While there’s absolutely nothing wrong with rocking baby to sleep each night, it may make baby dependent on you for sleep, Mitchell says. Putting baby down in their crib when they’re sleepy, but still awake can help them learn to self-soothe and sleep independently. Similarly, give it a minute or two if you hear baby on the monitor before checking on them—they may be able to fall back asleep without help. Of course, each family is different and, while this tip may work for some, it may not work for others. Ultimately, the goal is to ensure both you and baby get good sleep in a manner that works for your family.
Make sure baby gets lots of activity during the day
Research has found that babies who are physically active during the day tend to sleep better at night. Mitchell agrees: “It’s a key ingredient to helping your child sleep through the night.” Of course, while younger infants won’t be able to crawl and walk at a moment’s notice, practicing tummy time can help get them moving and develop key motor skills.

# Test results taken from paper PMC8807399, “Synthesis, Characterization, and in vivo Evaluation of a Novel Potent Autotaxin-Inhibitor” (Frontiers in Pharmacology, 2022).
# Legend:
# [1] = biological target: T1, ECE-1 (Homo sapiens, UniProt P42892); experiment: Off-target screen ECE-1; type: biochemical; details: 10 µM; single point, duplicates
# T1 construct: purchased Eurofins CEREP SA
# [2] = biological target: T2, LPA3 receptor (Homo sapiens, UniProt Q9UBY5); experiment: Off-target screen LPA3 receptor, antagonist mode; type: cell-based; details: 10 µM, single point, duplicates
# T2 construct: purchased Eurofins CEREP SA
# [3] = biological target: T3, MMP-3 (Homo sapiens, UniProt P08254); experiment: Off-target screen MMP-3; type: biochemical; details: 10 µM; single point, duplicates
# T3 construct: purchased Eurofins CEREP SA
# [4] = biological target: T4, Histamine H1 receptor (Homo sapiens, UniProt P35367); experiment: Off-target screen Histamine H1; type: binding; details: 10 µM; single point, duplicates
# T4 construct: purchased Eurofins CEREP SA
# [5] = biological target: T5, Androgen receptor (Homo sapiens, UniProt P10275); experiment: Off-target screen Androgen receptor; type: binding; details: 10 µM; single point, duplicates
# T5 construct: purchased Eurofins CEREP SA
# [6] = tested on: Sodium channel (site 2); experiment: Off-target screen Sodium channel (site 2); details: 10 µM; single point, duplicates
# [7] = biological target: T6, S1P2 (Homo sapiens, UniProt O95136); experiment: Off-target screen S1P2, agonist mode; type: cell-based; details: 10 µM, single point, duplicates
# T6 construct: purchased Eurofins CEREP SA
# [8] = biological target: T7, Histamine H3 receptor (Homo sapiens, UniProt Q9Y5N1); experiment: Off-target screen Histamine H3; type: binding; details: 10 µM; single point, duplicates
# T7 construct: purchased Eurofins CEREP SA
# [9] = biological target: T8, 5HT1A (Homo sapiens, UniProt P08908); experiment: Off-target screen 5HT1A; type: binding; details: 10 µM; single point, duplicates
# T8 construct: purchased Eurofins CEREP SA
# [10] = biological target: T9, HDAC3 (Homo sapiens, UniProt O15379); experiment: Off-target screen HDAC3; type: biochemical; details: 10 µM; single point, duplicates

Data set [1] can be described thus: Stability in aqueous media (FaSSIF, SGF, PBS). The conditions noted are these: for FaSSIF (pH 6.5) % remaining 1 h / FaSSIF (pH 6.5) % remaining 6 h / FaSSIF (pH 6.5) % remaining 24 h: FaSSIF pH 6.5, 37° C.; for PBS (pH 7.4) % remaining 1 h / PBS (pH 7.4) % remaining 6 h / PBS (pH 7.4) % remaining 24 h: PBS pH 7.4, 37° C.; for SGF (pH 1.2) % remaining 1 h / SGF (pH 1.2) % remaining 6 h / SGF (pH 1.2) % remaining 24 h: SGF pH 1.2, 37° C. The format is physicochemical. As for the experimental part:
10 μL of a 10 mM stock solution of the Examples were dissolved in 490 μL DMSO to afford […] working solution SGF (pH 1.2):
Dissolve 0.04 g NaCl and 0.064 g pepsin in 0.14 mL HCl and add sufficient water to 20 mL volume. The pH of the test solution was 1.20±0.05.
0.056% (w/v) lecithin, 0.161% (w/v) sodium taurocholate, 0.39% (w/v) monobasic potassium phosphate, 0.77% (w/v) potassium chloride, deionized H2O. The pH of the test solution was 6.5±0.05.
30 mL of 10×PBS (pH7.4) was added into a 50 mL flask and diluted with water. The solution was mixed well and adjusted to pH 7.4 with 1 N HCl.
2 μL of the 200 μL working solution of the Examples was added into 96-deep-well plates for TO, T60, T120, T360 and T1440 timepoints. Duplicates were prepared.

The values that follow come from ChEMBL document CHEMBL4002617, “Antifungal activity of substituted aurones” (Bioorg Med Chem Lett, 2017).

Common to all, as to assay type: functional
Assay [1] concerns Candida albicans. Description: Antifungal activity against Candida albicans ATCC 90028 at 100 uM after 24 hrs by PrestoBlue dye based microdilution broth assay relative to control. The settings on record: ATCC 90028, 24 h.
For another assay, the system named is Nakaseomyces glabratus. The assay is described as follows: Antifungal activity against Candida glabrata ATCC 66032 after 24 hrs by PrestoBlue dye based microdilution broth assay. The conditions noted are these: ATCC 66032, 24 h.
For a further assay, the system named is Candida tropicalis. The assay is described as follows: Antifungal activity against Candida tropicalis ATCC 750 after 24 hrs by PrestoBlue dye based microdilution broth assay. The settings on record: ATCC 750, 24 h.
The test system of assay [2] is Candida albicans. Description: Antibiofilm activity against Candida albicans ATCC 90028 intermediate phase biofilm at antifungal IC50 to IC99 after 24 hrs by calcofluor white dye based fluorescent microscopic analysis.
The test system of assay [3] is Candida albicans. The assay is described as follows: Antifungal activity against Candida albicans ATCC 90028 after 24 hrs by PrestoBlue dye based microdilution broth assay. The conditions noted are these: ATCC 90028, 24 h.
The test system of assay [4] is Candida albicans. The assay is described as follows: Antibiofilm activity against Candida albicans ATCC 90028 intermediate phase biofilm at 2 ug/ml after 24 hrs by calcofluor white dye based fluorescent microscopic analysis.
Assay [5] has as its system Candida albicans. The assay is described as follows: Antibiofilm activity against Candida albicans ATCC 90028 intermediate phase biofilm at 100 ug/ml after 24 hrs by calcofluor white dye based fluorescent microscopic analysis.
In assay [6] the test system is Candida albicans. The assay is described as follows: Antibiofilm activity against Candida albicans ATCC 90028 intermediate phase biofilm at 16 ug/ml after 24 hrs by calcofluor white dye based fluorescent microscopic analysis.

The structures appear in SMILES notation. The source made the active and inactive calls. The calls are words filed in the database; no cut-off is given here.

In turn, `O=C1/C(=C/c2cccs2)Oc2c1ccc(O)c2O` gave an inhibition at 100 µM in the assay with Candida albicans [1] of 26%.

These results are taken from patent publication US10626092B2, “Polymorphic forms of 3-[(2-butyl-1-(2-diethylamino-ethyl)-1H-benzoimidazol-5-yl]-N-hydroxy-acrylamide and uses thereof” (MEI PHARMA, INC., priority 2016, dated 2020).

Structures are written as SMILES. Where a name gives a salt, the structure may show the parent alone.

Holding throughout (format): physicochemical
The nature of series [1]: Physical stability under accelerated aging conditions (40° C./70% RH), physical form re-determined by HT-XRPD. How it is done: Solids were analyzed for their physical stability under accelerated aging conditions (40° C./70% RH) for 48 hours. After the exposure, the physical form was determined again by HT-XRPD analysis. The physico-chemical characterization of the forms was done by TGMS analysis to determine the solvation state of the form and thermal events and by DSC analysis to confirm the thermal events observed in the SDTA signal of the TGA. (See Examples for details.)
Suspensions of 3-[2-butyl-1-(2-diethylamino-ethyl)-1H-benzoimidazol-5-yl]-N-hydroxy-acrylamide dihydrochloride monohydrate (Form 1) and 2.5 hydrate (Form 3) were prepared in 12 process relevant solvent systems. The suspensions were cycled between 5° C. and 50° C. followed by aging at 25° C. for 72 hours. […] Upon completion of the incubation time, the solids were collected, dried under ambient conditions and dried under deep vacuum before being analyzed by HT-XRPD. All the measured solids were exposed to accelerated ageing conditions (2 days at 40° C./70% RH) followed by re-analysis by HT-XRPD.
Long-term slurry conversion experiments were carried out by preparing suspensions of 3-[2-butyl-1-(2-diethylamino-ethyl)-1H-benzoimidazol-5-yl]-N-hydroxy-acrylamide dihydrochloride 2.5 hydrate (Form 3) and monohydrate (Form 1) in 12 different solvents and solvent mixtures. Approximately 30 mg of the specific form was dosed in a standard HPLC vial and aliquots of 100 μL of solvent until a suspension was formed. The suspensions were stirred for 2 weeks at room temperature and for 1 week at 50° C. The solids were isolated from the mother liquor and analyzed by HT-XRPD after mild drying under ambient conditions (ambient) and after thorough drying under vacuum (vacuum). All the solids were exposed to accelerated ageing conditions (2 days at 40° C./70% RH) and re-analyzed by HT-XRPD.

Don’t be afraid to wake baby up from naps
Newly minted parents know it’s hard not to rejoice when baby goes down for a nice long nap. But once baby is around 8 to 10 months of age, getting too much sleep during the day may interfere with their ability to sleep through the night. But should you wake a sleeping baby? The answer is yes—there are times when you’ll have to gently wake baby up from a prolonged nap. “Naps give babies little breaks to help their bodies process what they’ve learned and help them make it to bedtime. But if baby is sleeping too much, you should wake them up,” advises Ryan. In fact, she recommends babies as young as 4 months old be awake for about three hours before bedtime.